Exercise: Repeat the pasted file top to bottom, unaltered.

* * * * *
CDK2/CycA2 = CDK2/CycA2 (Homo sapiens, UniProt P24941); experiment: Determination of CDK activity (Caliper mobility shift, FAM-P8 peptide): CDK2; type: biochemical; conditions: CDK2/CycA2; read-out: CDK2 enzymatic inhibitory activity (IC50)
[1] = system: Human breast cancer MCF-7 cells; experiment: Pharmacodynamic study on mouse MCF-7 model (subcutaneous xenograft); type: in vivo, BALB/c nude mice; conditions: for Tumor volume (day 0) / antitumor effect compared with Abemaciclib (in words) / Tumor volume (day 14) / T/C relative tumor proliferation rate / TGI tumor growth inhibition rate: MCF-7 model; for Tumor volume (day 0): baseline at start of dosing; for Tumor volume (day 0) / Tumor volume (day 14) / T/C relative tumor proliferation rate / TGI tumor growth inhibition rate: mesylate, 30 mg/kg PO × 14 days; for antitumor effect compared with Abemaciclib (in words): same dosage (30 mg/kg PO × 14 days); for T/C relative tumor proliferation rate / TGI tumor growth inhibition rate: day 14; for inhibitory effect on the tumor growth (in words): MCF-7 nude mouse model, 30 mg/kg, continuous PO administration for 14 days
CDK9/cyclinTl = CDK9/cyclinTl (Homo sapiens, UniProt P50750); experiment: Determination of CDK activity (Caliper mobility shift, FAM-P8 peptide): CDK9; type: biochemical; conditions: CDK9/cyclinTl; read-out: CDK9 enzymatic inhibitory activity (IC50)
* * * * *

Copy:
CDK2/CycA2 = CDK2/CycA2 (Homo sapiens, UniProt P24941); experiment: Determination of CDK activity (Caliper mobility shift, FAM-P8 peptide): CDK2; type: biochemical; conditions: CDK2/CycA2; read-out: CDK2 enzymatic inhibitory activity (IC50)
[1] = system: Human breast cancer MCF-7 cells; experiment: Pharmacodynamic study on mouse MCF-7 model (subcutaneous xenograft); type: in vivo, BALB/c nude mice; conditions: for Tumor volume (day 0) / antitumor effect compared with Abemaciclib (in words) / Tumor volume (day 14) / T/C relative tumor proliferation rate / TGI tumor growth inhibition rate: MCF-7 model; for Tumor volume (day 0): baseline at start of dosing; for Tumor volume (day 0) / Tumor volume (day 14) / T/C relative tumor proliferation rate / TGI tumor growth inhibition rate: mesylate, 30 mg/kg PO × 14 days; for antitumor effect compared with Abemaciclib (in words): same dosage (30 mg/kg PO × 14 days); for T/C relative tumor proliferation rate / TGI tumor growth inhibition rate: day 14; for inhibitory effect on the tumor growth (in words): MCF-7 nude mouse model, 30 mg/kg, continuous PO administration for 14 days
CDK9/cyclinTl = CDK9/cyclinTl (Homo sapiens, UniProt P50750); experiment: Determination of CDK activity (Caliper mobility shift, FAM-P8 peptide): CDK9; type: biochemical; conditions: CDK9/cyclinTl; read-out: CDK9 enzymatic inhibitory activity (IC50)